Tag Archives: music

The Positive Revolution of Sierra Leone’s Refugee All Stars.

slras_Photoby_zach_smith_3Music can heal the trauma of man.
Jahson Gbassay Bull

Travel is wonderful but at some point you’ve got to go home.

Unless, that is, you can’t.

That is the fate of Sierra Leone’s Refugee All Stars.

If you’re not familiar with them, Sierra Leon’s Refugee All Stars are a band that was formed in the refugee camps of West Africa. Originally from Freetown, they, along with millions of others, were forced to flee their homes in the 1990s during a civil war in Sierra Leone that lasted a decade. In a crazy, shook up world, their story is incredible.

Born out of a situation you’d never hope to be in, instead of staying mired in hardship, these guys mined the power of connections and the indomitable nature of the human spirit. Music became their weapon, and from the dirt camps of Guinea they led a positive revolution. From international music festivals, to intimate venues, their uplifting sound and rousing energy inspires people around the planet.

Beloved for their joy and spirit, for the past year Sierra Leone’s Refugee All Stars have been celebrating their 10-year anniversary and the release of Libation, their fourth album, with a tour throughout Europe and the United States. It ended earlier this summer.

But once again, they can’t go home. They are cut off from their friends and families.

With Sierra Leone being one of the West African nations hit hardest by Ebola, recent reports list that more than 20 people a day are dying in that country from the virus. The limited amount of health care workers and hospital facilities make it impossible for everyone infected to get treatment, and all areas of the country have been impacted.

As the band takes shelter in the U.S., I was lucky enough to meet them when I booked them for an event in New York City. A gentle group, their feel-good sound immediately permeates a room, and it’s all peace, love, understanding, and connecting. They bring a sense of place with them, and for a little while it was Sierra Leone. With a bit of funk, a bit of reggae, and lot of West African soul, if you can’t chill to that, then you can’t chill.

I suspect that most of us don’t know what it’s like to live like a refugee but it can’t feel all that good. And while the U.S. isn’t the worse place in the world to be holed up, when a place isn’t your home, it isn’t your home. So they’re doing what they can by taking a bad situation and using it as an opportunity to raise money and awareness to help the people of Sierra Leone fight Ebola. As ambassadors for world peace, and with music as their arsenal, they continue to create goodness in an even crazier, shook up world.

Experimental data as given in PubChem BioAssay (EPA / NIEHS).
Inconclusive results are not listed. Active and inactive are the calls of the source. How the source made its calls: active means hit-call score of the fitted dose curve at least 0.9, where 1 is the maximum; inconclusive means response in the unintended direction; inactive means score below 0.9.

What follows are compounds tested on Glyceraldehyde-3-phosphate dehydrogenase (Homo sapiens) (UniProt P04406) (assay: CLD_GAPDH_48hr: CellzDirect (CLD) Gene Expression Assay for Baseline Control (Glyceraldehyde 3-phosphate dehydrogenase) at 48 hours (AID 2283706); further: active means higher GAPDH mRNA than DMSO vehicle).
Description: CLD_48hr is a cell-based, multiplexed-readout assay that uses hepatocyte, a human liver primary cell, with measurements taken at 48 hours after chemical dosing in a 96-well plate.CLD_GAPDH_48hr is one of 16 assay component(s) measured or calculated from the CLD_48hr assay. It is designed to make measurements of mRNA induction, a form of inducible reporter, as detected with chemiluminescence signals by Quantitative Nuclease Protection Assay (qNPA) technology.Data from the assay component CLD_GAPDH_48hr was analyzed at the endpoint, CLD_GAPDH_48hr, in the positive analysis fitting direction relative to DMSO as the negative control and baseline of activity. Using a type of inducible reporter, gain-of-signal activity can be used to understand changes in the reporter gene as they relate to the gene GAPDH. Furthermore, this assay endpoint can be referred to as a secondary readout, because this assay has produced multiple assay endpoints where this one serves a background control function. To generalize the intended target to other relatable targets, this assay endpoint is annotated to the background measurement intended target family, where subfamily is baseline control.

The Sierra Leone Refugee All Stars are a generous group of men, so I’d like to use this opportunity to be an ambassador for them. With the holiday season upon us, I know there are plenty of parties being planned right now that are going to need music.  Not only will you have an internationally acclaimed band at your event that’ll get people on their feet, but you’ll also be helping them in their campaign to raise awareness. They can travel anywhere for a gig, except back home.

Unless you work for a humanitarian organization and volunteering to go in, travelers aren’t going to Sierra Leone. As the western world does the freak about the few Ebola cases that have touched their shores, the best thing we can do to stop its spread is to help eradicate this virus in the countries where it’s become an epidemic.  This is a collective endeavor.

So spread the word and spread good will. None of us may be traveling to Sierra Leone anytime soon but that doesn’t mean some of the best things about Sierra Leone can’t come to you.

Want to learn more? Click here for details on booking Sierra Leone’s Refugee All Stars.

Advertisements

Thanksgiving–Let The Games Begin.

(Photo credit:  Daily Telegraph)

(Photo credit: Daily Telegraph)

The holidays are upon us and the general consensus seems to be that they’ve somehow come around faster this year. No one knows how this happened but I have a feeling age might have something to do with it.

If you’re holding out to score a last-minute airfare for Thanksgiving travel, you’ve probably waited too long. With the Wednesday before and the Sunday after this holiday being the busiest travel days of the year, all you can do now is bite the bullet. In which case, you might want to think about flying out on Thanksgiving morning to avoid the madness and the possibility of a slightly lower fare. While you’re at it, you may want to grab the book you’ve been meaning to read or load up your Kindle. The only thing worse than waiting in a long security line, being delayed at the airport, or being stuck in the middle of coach is not having a juicy piece of literature to help you escape. I don’t care what it is—from the New York Post to Proust—be sure you’re packing something to avoid getting sucked into a bad travel energy field.

If you’re driving, fill her up the night before and, depending on your destination, check traffic reports before you hit the road so you have an alternate route plan. If you use a GPS, it can be difficult to reprogram a new route into it if you’re driving solo. Whether you’re traveling with a gang or alone, take the time to plan in advance to avoid any hassles or chance of road rage. And don’t forget the entertainment. Audio books make driving a pleasure. Depending on who your co-passengers are, it’s a unique way to experience a story together and it makes the time fly.

I’d say anyone fortunate enough to travel by rail has it the easiest. It’s one of my favorite ways to go. Again, you can pack some snacks, reading materials, or just chill out to some good music and enjoy the view during the busiest time of the year without all the stress.

Most importantly, don’t forget to adopt a Zen attitude. It’s busy, it’s nutty—it is what it is. You’re one of the fortunate souls who got an invitation and can gather around a table with friends or family to bicker with a crazy relative and celebrate with loved ones.